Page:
What Is Same-Day Pay? The Pros & Cons Of Offering This Benefit
If you’re like most companies, you know how important it is to offer benefits that meet your employees’ needs to attract and retain staff today. With continued high inflation and an uncertain economic outlook, many workers are looking for support from their employers to help them better manage their money and financial stress. One increasingly popular offering is same-day pay. What do you need to know about this perk to decide if it’s right for your company? We’ll break it down for you here.
In this article, we’ll describe what same-day pay is, how it works, the benefits it offers to you and your employees, and the potential drawbacks of this approach. After reading this, you’ll be in a good position to understand whether offering same-day pay to your employees is a good option for you and your team.
What is same-day pay?
Same-day pay is a service that gives employees the option to be paid a set percentage of their daily net wages – meaning, after taxes and other deductions are taken into account – on the same day the work is performed rather than waiting until the end of their pay period. Employees can set a limit on the number of transfers allowed per pay period or the dollar amount or percentage of pay advance allowed.
The money is deposited into a bank account, mobile wallet, onto a debit card, or paycard shortly after their shift for employees to use immediately. Employees then receive the remaining percentage of their pay on their regular pay day.
How does it work?
Earned wage access is most often provided by third-party, same-day pay companies like Rapid! or ZayZoon that integrate with an employer’s existing payroll and time management systems or by your outsourced payroll provider. These companies fund the advances to employees. You either pay them upfront or, when you run payroll as you normally would, they get paid back for any early transfers made.
What are the benefits of same-day pay?
While same-day pay originally gained popularity among retail and hospitality businesses that have a lot of hourly employees, it’s increasingly being adopted by other industries as well, including those with salaried workers. That’s because it offers a range of benefits to employees and employers alike.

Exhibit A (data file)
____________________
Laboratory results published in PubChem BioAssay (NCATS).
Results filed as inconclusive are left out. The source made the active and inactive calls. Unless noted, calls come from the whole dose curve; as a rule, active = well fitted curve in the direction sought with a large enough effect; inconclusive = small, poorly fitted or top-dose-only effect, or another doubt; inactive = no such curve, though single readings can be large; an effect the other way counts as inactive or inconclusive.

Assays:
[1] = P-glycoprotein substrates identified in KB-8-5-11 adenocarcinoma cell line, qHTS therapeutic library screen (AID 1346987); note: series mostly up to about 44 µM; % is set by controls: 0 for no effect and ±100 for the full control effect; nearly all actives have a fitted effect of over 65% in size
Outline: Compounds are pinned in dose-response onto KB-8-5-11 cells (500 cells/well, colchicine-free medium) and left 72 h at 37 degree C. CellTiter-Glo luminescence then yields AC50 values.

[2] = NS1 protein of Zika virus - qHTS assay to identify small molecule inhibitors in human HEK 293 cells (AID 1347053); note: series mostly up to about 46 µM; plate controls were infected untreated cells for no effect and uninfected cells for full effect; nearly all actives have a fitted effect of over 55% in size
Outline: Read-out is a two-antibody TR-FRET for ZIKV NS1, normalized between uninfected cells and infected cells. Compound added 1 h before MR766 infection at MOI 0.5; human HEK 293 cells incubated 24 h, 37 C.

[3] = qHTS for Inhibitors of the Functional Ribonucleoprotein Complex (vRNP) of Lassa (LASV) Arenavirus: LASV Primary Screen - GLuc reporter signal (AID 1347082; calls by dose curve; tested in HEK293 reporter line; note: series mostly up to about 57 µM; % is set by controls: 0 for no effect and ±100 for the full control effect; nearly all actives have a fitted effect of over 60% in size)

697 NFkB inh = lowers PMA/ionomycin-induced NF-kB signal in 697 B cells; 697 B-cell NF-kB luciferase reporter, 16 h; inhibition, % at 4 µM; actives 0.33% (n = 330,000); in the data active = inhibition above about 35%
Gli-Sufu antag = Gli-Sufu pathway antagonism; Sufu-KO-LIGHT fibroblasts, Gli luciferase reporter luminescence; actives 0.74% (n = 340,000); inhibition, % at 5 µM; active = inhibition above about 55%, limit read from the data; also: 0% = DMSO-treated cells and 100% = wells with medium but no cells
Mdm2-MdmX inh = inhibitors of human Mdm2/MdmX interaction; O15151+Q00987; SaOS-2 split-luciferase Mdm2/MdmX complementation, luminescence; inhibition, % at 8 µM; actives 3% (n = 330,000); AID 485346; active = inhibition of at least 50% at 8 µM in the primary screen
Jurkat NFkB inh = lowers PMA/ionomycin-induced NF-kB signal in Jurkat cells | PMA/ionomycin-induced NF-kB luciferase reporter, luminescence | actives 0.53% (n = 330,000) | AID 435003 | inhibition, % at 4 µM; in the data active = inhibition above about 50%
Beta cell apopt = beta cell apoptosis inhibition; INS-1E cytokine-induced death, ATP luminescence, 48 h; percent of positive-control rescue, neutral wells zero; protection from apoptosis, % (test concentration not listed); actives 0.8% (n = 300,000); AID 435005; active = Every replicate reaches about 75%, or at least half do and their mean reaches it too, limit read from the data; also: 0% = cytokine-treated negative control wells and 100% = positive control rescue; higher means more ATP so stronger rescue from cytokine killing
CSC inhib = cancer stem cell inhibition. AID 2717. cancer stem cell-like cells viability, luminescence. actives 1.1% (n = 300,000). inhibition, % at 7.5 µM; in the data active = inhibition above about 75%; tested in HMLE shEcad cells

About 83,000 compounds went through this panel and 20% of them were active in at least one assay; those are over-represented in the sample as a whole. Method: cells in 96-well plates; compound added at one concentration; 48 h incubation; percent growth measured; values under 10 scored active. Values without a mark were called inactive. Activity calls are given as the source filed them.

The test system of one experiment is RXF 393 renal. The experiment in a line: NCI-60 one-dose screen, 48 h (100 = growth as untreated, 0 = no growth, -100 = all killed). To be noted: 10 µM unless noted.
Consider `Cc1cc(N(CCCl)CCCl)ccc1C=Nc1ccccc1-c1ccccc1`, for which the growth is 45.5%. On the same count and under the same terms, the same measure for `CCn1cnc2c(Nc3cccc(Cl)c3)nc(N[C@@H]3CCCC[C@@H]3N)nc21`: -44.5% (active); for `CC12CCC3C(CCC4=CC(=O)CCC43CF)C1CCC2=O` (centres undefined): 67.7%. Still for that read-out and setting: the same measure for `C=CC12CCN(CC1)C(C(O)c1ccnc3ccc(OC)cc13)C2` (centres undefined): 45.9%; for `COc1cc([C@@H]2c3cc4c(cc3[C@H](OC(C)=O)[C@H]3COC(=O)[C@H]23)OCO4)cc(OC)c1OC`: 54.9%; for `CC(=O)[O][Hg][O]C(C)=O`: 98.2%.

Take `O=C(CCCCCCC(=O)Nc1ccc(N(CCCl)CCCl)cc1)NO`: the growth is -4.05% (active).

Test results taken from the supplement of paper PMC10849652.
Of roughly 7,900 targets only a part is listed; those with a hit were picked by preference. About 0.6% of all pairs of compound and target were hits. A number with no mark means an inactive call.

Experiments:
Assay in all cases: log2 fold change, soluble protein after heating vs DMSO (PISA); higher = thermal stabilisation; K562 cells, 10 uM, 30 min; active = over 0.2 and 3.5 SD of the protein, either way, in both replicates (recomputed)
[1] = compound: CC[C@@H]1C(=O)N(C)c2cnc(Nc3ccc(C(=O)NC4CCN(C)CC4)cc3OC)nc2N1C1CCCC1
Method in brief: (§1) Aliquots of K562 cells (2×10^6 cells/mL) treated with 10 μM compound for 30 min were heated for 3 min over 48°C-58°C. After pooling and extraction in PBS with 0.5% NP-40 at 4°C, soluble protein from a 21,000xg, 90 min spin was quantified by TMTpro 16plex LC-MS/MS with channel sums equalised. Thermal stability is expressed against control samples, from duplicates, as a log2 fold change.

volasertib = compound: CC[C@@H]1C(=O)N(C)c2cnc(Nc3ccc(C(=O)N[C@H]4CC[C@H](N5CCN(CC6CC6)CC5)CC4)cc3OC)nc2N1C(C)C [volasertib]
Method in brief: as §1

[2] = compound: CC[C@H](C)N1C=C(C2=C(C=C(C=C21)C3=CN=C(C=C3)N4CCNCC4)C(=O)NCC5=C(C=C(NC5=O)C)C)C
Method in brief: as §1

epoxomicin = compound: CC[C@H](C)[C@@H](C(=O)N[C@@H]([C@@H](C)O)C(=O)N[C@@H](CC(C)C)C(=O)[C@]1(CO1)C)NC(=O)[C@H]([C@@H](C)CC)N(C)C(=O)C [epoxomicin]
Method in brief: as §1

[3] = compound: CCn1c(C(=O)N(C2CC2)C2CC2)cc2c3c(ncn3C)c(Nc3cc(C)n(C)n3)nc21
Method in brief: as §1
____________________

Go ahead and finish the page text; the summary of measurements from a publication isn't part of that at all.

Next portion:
- Greater control: Employees have transparency into what they’re earning, which gives them the ability to access pay early when they need it or even pick up extra shifts if their earnings are falling short. This enables them to make informed budgeting and spending decisions.
- Reduce short-term borrowing: With instant access to pay to meet their short-term financial commitments, employees may be less likely to max out their credit cards or take out a high-interest payday loan.
- Lower stress: With roughly 63% of Americans living paycheck to paycheck, unexpected expenses are likely a stressful experience for most of your workforce. By allowing employees access to a portion of their pay early, they don’t have to worry about whether they’ll be able to cover a sudden need like a car repair.
- Enhanced recruitment: 83% of workers ages 18-44 believe they should have access to earned wages at the end of each workday. Offering daily pay puts employers in a better position in the labor market when trying to attract new talent.
- Decreased turnover: Employees may see same-day pay as proof that you’re invested in them and committed to making their lives easier, which can boost their loyalty. On average, a same-day pay solution decreases turnover by as much as 73%.
- Improved productivity: Since employees will have peace of mind in case of an unexpected expense, it will ease their focus on financial concerns during work hours, boosting their engagement and productivity.
Are there any drawbacks?
While there are strong reasons you may want to consider earned wage access for employees, there are also some potential downsides you’ll want to take into account, including:
- The fees can add up: In some cases, employees may have to pay a fee to transfer their pay to a bank account, debit card, or payroll card, which may be more if they want instant access. Depending on how often employees access their pay early, these fees can eat up a bigger and bigger percentage of their pay. Based on your arrangement, you may either opt to cover these fees as an added benefit for employees or may be charged directly instead of employees – expenses that you’ll need to account for.
- Alone, it doesn’t reinforce fiscal management. When employees access a large percentage of their pay early, it can make it harder for them to save enough to cover big expenses. For employees who may be living paycheck to paycheck, daily pay should not be the only solution. In these cases, other types of financial wellness offerings may be more beneficial to offer in addition to same-day pay such as training sessions on how to use the feature responsibly.
Should I offer same-day pay to my employees?
Same-day pay puts more pay control in the hands of workers and gives them a financial safety net, which can be a big draw, especially among workers who may be living paycheck to paycheck. While same-day pay can help your recruiting and retention efforts with these workers, it’s important that you consider the potential downsides of this approach as well to decide if it’s right for your company. As you evaluate the pros and cons, here are some questions to consider:
- Is your business in an industry where same-day pay is common, putting you at a competitive disadvantage if you don’t offer it?
- What are the fees your employees – or you – will need to pay?
- Are you offering other financial wellness benefits to help employees better budget and save?
- What additional administrative steps may be required for you to implement daily pay?
- If the provider requires you to set up a separate bank account for same-day pay services, are you worried about cash flow issues?